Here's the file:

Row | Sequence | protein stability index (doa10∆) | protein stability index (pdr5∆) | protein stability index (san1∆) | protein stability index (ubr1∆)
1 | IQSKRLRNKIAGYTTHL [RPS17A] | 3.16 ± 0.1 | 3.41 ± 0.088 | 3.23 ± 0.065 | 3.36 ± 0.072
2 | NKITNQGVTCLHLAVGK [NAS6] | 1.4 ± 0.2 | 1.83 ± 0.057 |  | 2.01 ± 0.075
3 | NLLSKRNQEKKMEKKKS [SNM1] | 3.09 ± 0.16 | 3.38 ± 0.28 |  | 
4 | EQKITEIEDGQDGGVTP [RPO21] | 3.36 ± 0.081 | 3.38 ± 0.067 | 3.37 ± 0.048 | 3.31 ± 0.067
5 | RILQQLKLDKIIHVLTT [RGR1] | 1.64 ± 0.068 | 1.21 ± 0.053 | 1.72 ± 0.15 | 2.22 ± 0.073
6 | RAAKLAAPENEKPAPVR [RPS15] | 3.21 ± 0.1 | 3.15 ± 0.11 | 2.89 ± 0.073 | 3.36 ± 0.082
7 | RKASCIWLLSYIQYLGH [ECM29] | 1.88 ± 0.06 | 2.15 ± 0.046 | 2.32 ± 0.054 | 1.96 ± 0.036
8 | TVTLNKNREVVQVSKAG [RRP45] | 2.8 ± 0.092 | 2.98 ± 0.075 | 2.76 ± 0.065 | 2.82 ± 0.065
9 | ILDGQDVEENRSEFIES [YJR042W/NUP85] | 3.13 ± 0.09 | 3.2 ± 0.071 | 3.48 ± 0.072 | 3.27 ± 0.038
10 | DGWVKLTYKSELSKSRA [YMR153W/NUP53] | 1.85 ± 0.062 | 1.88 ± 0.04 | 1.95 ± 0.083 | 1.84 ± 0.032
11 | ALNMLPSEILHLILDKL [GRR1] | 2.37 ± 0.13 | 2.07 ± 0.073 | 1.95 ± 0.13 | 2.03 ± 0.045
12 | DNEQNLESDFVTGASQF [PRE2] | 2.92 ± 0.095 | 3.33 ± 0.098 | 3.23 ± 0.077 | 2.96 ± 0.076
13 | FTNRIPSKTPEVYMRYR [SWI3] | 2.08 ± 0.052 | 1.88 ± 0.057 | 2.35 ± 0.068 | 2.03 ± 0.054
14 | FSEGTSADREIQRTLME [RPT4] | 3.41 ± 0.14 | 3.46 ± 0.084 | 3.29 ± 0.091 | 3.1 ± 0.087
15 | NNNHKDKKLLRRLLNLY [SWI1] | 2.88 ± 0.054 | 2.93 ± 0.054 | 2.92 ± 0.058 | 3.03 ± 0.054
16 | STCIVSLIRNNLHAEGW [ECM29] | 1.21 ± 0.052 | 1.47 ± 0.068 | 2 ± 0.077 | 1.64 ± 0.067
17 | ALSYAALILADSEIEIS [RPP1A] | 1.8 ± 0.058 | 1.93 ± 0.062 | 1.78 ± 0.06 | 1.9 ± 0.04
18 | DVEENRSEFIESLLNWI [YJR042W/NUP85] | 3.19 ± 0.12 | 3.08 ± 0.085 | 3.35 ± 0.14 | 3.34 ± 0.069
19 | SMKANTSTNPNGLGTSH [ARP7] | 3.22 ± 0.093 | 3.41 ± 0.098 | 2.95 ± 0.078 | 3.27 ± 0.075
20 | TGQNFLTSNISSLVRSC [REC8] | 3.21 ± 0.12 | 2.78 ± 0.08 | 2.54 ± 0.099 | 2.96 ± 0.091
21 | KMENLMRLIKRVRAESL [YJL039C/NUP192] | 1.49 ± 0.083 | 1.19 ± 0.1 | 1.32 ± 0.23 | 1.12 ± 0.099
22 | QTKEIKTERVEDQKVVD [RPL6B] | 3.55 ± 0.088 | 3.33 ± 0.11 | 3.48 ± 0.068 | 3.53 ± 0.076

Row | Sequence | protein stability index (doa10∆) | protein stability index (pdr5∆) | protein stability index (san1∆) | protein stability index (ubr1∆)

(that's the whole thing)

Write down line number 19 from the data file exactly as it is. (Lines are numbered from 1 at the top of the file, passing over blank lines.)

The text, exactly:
18 | DVEENRSEFIESLLNWI [YJR042W/NUP85] | 3.19 ± 0.12 | 3.08 ± 0.085 | 3.35 ± 0.14 | 3.34 ± 0.069